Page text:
Let's Make a Framework: Project Websites

Alex R. Young





tutorials frameworks lmaf documentation

Let's Make a Framework: Project Websites

Posted by Alex R. Young on .

tutorials frameworks lmaf documentation

Let's Make a Framework: Project Websites

Posted by Alex R. Young on .

Welcome to part 48 of Let's Make a Framework, the ongoing series about
building a JavaScript framework.

If you haven't been following along, these articles are tagged with
lmaf. The project we're creating is called Turing.

Hosting Documentation

GitHub will host open source projects for free. It renders README files
on the project's page, and works with textile, markdown, and probably
more formats. Most open source projects I encounter include a nicely
formatted README with code examples.

But GitHub allows us to go beyond that with the GitHub
feature. This can be used to host the
documentation we generated with
dox last week at http://username.github.com/project-name. In this case it's

GitHub's documentation on Pages is actually very good, but I'll walk
through how I set up Turing's documentation here as well. Pages will
look for a gh-pages branch in your project. It would be
possible to fork the entire project, but I created a clean branch:

git symbolic-ref HEAD refs/heads/gh-pages
rm .git/index
git clean -fdx

Then I added a quick Jakefile that downloads Turing's latest
documentation from GitHub:

var exec = require('child_process').exec;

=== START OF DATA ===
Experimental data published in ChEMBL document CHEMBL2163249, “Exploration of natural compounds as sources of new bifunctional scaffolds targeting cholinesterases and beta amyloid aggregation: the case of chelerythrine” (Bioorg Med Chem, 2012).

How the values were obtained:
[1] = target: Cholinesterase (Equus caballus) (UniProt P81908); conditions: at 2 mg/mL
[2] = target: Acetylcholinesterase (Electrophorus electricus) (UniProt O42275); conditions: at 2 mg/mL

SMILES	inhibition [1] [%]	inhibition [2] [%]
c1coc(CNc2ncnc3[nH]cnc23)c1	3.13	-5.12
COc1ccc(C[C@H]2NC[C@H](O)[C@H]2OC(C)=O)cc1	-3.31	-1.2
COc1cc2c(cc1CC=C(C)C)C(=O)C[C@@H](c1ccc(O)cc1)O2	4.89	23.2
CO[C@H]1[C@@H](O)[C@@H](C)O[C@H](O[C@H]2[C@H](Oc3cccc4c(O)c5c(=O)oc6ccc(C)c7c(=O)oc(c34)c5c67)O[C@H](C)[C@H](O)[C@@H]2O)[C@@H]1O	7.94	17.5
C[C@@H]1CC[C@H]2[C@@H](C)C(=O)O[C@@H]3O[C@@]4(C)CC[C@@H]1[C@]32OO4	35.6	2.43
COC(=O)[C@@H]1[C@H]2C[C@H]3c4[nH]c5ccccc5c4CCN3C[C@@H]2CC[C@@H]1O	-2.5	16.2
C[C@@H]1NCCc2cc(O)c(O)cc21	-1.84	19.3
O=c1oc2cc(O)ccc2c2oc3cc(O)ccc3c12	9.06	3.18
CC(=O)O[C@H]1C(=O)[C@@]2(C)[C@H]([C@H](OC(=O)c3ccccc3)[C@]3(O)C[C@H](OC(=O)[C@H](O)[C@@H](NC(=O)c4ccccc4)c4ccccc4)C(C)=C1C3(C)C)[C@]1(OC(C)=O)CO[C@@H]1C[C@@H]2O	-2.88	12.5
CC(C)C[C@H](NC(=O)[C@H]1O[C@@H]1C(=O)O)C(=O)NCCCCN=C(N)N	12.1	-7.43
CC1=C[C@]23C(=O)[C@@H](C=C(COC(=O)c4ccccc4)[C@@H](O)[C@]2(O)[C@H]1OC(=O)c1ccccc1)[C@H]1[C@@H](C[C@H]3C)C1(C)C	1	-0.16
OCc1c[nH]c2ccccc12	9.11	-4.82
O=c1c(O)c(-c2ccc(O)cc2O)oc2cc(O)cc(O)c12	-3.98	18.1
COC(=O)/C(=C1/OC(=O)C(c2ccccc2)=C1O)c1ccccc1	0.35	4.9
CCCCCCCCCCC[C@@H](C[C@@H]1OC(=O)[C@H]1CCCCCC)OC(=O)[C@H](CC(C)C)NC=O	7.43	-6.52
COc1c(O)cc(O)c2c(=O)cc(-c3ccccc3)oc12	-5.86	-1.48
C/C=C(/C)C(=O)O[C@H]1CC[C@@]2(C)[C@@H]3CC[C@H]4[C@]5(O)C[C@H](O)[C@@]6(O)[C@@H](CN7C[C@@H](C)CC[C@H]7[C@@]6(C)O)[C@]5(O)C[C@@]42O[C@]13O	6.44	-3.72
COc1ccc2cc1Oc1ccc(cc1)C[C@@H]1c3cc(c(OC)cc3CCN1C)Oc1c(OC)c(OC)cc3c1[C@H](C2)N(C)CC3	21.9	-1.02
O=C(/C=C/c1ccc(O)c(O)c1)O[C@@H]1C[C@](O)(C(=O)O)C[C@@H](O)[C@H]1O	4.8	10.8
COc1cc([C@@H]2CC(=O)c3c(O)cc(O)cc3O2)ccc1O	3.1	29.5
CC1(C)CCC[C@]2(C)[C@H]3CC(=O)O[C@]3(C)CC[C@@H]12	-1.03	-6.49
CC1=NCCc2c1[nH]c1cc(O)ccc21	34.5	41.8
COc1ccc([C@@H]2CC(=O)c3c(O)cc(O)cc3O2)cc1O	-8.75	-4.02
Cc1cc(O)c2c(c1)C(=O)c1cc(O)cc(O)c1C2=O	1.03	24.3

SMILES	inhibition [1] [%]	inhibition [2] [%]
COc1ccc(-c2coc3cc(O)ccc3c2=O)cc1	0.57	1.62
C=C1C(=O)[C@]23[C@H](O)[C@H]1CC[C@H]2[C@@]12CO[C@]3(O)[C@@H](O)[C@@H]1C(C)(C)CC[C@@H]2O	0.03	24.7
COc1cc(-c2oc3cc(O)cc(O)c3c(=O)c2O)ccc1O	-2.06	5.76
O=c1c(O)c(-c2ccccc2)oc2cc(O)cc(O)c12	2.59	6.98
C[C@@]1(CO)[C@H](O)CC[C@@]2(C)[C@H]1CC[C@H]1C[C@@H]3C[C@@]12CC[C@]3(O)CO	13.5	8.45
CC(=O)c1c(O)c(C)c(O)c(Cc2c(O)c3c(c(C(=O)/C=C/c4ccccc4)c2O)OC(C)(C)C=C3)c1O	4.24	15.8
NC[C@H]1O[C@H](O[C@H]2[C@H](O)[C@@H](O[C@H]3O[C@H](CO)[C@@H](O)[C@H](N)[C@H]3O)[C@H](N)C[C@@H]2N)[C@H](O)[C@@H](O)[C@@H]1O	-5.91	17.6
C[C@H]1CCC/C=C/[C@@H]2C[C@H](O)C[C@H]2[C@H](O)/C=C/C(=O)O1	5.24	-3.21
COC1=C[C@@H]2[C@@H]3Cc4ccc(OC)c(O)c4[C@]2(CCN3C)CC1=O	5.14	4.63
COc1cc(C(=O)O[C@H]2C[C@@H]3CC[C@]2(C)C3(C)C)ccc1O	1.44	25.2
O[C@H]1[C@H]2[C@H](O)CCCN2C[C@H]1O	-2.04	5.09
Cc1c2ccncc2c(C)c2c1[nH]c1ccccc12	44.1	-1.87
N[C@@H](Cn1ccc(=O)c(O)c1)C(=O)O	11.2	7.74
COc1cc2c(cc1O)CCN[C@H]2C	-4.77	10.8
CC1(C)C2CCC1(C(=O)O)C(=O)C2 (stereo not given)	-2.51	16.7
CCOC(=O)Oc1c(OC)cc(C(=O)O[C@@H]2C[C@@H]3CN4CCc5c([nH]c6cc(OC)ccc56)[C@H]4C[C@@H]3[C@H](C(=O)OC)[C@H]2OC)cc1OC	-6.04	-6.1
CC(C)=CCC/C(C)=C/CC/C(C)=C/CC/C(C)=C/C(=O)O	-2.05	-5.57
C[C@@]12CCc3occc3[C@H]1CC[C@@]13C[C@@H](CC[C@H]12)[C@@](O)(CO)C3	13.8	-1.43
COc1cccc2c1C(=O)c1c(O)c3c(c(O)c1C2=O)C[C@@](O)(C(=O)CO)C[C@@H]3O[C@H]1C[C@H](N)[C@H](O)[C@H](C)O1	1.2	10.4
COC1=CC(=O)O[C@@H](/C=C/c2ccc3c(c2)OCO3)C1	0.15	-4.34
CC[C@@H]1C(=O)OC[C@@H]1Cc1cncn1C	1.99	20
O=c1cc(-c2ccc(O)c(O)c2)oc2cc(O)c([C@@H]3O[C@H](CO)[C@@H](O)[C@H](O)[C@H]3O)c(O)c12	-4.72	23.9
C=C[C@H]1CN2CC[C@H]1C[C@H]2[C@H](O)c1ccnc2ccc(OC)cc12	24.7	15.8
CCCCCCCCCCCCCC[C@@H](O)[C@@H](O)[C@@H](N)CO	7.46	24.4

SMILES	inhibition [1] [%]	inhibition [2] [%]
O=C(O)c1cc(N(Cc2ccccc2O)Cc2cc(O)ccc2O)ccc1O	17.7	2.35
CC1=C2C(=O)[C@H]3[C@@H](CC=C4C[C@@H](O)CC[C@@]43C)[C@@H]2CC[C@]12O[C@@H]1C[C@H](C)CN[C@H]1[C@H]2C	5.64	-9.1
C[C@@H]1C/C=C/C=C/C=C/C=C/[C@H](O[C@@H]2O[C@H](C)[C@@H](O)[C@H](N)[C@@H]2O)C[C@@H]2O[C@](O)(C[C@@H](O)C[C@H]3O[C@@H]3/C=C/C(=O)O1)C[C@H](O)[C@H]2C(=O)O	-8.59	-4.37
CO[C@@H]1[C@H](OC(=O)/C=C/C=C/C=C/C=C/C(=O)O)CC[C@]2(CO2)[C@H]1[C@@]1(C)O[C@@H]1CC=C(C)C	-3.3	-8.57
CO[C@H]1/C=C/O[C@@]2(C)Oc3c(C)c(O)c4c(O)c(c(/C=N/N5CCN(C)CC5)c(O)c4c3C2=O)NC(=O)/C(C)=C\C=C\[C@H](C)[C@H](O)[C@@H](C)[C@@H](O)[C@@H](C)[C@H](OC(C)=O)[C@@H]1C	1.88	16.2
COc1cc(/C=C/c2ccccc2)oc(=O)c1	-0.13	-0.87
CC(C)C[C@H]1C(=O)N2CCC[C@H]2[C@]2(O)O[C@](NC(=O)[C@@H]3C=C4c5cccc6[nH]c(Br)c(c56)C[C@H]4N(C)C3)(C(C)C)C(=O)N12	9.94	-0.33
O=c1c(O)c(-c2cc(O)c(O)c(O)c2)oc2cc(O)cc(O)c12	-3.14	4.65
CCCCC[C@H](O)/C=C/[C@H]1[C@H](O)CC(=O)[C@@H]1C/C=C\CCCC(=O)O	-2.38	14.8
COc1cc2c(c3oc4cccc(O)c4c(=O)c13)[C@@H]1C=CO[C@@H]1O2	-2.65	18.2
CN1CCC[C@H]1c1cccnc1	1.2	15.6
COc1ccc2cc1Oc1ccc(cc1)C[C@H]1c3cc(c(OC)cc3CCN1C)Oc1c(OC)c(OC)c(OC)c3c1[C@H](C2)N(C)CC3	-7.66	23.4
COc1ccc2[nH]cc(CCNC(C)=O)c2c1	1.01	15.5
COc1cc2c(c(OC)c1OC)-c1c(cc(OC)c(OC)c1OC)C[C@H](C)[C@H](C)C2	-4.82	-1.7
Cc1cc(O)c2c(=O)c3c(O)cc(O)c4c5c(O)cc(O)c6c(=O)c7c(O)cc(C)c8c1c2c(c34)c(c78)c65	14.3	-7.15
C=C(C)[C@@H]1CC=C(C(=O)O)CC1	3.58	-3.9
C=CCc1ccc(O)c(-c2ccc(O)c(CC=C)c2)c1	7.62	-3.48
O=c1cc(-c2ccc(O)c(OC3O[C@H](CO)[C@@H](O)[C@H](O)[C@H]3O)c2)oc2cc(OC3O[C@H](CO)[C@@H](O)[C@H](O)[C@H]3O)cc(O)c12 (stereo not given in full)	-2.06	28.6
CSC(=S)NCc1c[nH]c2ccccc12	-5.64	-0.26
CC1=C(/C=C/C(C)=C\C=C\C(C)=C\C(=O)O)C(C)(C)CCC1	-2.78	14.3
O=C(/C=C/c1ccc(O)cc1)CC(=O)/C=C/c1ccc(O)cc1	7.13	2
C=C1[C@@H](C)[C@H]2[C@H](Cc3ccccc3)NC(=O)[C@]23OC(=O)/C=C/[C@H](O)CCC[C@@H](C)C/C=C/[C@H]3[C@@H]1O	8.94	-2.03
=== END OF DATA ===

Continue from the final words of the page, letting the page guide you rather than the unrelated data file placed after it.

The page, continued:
desc('Updates the documentation from GitHub');
task('docs', [], function() {
  exec('curl -O https://github.com/alexyoung/turing.js/raw/master/docs/index.html');

Your projects might require totally unique hand-written documentation --
in which case use a clean branch -- or you might have a copy of your
main branch and just generate an index.html file (many projects work
this way).

Next I pushed the branch to GitHub:

jake docs
git add .
gc -m 'Created gh-pages branch with documentation and a Jake task to fetch the documentation from GitHub'
git push origin gh-pages

# Switch back to master
git checkout master

GitHub then sent me a notice to say the documentation was generated.

These branches can be viewed on GitHub:

Registering a Domain Name

Another nice GitHub Pages feature is custom domains. I registered
turingjs.com and set up a CNAME file in Turing's gh-pages branch. The CNAME file just contains turingjs.com,
then I set up a record pointing the domain to -- this is
an IP address at GitHub.

I bought this domain and configured the DNS through
NearlyFreeSpeech.NET, a company recommended to me by a friend. They have a fairly unique pricing
which seems
appropriate for an open source project, so check them out if you'd like
a domain or some hosting for your own work.

A Simple Project Site

I've adapted the documentation generated by dox to include some
introductory text with code examples. In general when writing your own
sites and READMEs, consider including the following:

  • A link to the source code
  • Code examples
  • A link to documentation
  • License information
  • Installation advice
  • Planned updates
  • Contribution guidelines
  • Social links: Twitter, Facebook, Google Groups, email, etc.

This will make it easier for people to use your project and contribute.
It also makes it easier for journalists who want to write about your

I've started including a list of recent updates in some of my open
source projects. Technically this information can be obtained from the
version control system, but it's sometimes useful to draw attention to
certain updates.